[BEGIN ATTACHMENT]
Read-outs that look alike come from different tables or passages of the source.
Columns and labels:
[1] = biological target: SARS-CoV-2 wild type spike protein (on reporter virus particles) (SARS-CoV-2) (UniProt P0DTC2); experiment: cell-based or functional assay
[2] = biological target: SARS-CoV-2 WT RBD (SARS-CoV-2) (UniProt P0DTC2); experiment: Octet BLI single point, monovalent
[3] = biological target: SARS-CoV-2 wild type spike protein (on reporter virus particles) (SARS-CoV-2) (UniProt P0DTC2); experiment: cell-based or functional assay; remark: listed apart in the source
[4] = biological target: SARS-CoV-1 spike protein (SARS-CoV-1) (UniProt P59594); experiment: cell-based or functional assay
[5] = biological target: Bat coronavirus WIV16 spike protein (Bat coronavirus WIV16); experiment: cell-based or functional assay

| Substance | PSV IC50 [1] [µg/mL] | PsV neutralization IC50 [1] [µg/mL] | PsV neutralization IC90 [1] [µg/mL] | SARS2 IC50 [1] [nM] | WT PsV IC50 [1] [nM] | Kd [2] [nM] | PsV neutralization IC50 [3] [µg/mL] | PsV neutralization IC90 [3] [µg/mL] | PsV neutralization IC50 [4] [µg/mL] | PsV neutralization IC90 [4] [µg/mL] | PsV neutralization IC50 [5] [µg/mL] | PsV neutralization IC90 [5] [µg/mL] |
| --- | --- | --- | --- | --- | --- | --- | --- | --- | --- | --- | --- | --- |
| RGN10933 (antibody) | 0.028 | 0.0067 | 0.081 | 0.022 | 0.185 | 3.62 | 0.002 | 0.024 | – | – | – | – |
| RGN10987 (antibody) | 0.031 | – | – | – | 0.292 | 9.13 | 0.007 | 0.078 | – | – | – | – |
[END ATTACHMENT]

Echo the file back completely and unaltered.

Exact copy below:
Read-outs that look alike come from different tables or passages of the source.
Columns and labels:
[1] = biological target: SARS-CoV-2 wild type spike protein (on reporter virus particles) (SARS-CoV-2) (UniProt P0DTC2); experiment: cell-based or functional assay
[2] = biological target: SARS-CoV-2 WT RBD (SARS-CoV-2) (UniProt P0DTC2); experiment: Octet BLI single point, monovalent
[3] = biological target: SARS-CoV-2 wild type spike protein (on reporter virus particles) (SARS-CoV-2) (UniProt P0DTC2); experiment: cell-based or functional assay; remark: listed apart in the source
[4] = biological target: SARS-CoV-1 spike protein (SARS-CoV-1) (UniProt P59594); experiment: cell-based or functional assay
[5] = biological target: Bat coronavirus WIV16 spike protein (Bat coronavirus WIV16); experiment: cell-based or functional assay

| Substance | PSV IC50 [1] [µg/mL] | PsV neutralization IC50 [1] [µg/mL] | PsV neutralization IC90 [1] [µg/mL] | SARS2 IC50 [1] [nM] | WT PsV IC50 [1] [nM] | Kd [2] [nM] | PsV neutralization IC50 [3] [µg/mL] | PsV neutralization IC90 [3] [µg/mL] | PsV neutralization IC50 [4] [µg/mL] | PsV neutralization IC90 [4] [µg/mL] | PsV neutralization IC50 [5] [µg/mL] | PsV neutralization IC90 [5] [µg/mL] |
| --- | --- | --- | --- | --- | --- | --- | --- | --- | --- | --- | --- | --- |
| RGN10933 (antibody) | 0.028 | 0.0067 | 0.081 | 0.022 | 0.185 | 3.62 | 0.002 | 0.024 | – | – | – | – |
| RGN10987 (antibody) | 0.031 | – | – | – | 0.292 | 9.13 | 0.007 | 0.078 | – | – | – | – |